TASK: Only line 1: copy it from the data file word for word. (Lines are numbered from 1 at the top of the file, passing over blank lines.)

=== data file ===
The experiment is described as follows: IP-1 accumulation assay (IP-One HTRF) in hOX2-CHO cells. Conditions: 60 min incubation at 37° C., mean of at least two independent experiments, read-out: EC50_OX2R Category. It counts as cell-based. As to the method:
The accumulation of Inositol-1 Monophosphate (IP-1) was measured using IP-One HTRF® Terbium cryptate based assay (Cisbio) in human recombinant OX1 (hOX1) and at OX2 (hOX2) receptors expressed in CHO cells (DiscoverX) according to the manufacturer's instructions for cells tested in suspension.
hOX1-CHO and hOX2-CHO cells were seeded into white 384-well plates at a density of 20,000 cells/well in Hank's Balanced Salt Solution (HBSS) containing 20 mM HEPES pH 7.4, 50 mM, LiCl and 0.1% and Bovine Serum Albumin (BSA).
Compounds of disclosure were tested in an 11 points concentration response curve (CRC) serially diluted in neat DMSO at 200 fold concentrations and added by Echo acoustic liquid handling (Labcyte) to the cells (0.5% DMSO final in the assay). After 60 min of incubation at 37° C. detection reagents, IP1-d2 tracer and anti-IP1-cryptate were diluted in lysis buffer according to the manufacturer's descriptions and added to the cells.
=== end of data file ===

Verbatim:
The experiment is described as follows: IP-1 accumulation assay (IP-One HTRF) in hOX2-CHO cells. Conditions: 60 min incubation at 37° C., mean of at least two independent experiments, read-out: EC50_OX2R Category. It counts as cell-based. As to the method: